Billy GrahamNovember 7 was Billy Graham’s 95th birthday, and the Billy Graham Evangelistic Association, whose CEO is his son Franklin, used the occasion for a sort of mini-crusade, which had two main components. One was a 30 minute video production called The Cross, which was a mixture of comments from Graham concerning the spiritual state of America in 2013 with scenes from the other, a similar production called Defining Moments. The latter was a mixture of video of Graham preaching during his active years with comments by three converts about their former and current lives. On that date I happened to be on the Wheaton College campus, where Graham earned a graduate degree and founded the Billy Graham Center, and I thought I’d watch them there. For some reason they weren’t showing The Cross, but their showing of Defining Moments allowed us to see it there and be back at our digs in time to watch The Cross on Fox News.

Defining Moments was a video narrative that interwove three stories of conversion featuring what today are ‘ordinary people’—a young white female, a young black male, both drug addicts, and an illusionist whose stage career was cut short by cancer, punctuated by video montages that included scenes of Billy Graham preaching, mostly from the 1980s, I’d guess. The video narratives were pretty predictable, I’m afraid, and I found it hard to cope with the ‘mockumentary’ approach to such seriously broken lives as these seemed to have once been, but Graham’s preaching, after not having seen it for many years, hit me with all the power for which it was famous. I left the Barrows Auditorium hungry for more.

The Cross was publicised as ‘A Long-Awaited Broadcast From Billy Graham To Our Nation’, but it turned out to be less than that. It used the video footage of two of the subjects of Defining Moments, but punctuated them with footage of the 95-year old Graham speaking from his arm-chair. The passion of his preaching years had been replaced by a great peace, and I suspect that if he had spoken about the source of his peace, his words would have had the same impact as his words about the source of his salvation did during his preaching career. Instead he made a few comments on the need for a spiritual awakening in contemporary America, but was never given time to develop his thoughts into a message for the nation, and I think the production will soon be forgotten.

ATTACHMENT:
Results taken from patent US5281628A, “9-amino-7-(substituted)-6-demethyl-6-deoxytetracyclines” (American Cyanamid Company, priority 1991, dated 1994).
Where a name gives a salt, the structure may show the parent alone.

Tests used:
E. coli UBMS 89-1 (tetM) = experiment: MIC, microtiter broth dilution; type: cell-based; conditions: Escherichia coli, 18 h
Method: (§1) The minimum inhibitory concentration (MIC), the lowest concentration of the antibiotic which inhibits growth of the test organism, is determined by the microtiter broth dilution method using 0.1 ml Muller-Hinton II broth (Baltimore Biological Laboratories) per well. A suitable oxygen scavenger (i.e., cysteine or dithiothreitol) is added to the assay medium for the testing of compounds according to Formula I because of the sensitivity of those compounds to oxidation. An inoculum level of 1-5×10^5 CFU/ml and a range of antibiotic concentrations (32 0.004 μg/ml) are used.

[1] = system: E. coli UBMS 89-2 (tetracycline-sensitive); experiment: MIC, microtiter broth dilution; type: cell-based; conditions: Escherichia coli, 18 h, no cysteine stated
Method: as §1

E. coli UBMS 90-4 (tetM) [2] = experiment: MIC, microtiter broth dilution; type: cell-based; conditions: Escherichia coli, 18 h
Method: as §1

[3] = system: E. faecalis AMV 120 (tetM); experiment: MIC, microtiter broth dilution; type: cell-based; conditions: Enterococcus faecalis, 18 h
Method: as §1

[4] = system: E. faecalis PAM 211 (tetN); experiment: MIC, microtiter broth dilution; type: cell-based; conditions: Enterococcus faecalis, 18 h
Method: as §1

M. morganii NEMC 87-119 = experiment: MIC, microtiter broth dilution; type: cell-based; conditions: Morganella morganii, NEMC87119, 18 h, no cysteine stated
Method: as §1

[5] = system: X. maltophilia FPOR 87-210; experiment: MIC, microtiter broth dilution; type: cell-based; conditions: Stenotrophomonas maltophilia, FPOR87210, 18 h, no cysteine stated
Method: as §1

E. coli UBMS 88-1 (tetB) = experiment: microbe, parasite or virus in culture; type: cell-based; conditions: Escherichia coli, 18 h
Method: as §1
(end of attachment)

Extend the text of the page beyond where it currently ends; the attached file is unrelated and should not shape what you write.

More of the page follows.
Much of Graham’s greatest preaching is on film, though, and if the BGEA really wants to get America thinking about its spiritual state, the best thing it could do would be to rent every cinema in the nation for six or seven Sunday nights in a row and show one of the surviving films. I think they’d be surprised at the attendance, as well as at the continuing effectiveness of his preaching style. His comments about American society in the 1950s and 60s seem as relevant today as then, except that Communism has been replaced by Terrorism as the perceived threat to our safety. Most people under thirty will have never seen anyone like him, and his plain statement of the truth found in the pages of the Bible, in simple words from a heart overflowing with passion for Christ, is bound to have an impact that neither the slick productions nor the smooth evangelists of today can match. Check out this one, or this, or this, and see for yourself.